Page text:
Karl’s Chronicles. Article 30 Tunisia – Defiance
With life continuing to unfold indoors, the idea of travelling feels as foreign and distant as the places we have in mind. Bail-outs and hand-outs will increase in scope and severity as the lock-down imposes its strangulation on business’s both large and small. The economy will shrink to the measurements compatible with Alice heading into Wonderland while the media struggles to find stories unrelated to the pandemic. We see its devastation, resist its tyranny and endure its intrusion, and like past evil, whether human or natural, we will push through. Such adversity has brought solidarity, generosity, integrity, bravery, and confraternity, human traits to champion and be proud of. They alone will bring us through.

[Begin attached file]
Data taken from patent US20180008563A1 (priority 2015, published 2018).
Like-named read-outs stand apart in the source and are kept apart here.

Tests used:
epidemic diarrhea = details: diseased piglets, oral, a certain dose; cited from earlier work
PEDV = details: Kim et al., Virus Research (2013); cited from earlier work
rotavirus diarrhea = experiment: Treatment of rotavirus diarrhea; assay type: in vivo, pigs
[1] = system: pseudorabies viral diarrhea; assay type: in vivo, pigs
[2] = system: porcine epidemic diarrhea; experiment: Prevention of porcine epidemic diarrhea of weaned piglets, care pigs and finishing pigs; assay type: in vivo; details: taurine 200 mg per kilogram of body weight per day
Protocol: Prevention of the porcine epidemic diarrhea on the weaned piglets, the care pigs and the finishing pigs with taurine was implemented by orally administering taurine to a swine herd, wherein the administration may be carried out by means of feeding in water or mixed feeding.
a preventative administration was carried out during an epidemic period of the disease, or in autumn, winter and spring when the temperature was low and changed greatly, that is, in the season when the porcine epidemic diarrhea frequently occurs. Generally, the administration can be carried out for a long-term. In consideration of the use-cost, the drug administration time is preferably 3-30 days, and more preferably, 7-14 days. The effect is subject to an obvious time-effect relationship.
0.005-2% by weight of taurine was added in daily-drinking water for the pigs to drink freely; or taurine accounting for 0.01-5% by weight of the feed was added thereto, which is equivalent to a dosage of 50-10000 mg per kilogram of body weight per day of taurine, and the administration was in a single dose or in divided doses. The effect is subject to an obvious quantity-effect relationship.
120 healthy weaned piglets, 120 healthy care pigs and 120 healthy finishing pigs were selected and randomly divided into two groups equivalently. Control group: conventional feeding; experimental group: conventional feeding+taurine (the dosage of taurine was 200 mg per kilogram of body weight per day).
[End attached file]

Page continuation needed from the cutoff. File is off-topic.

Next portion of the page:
Living under an entity whose power and perniciousness has wormed its way down through every level of life reminded me of a dictatorship. Controlling government, who control the people through fear and reprisals—employing shadowy organisations whose existence is known but rarely seen, wielding total power, infallible and abject. Civilians surviving under a perverse ideology that possesses no meaning or logic, only absolute power from a singular presence. But dictatorships and regimes, whether military or monarch, have eventually collapsed by the will of the people. Revolutions imposed on stronger opponents, attired with more significant weaponry, falling to the continued retaliation of those who want nothing more than rightful freedom.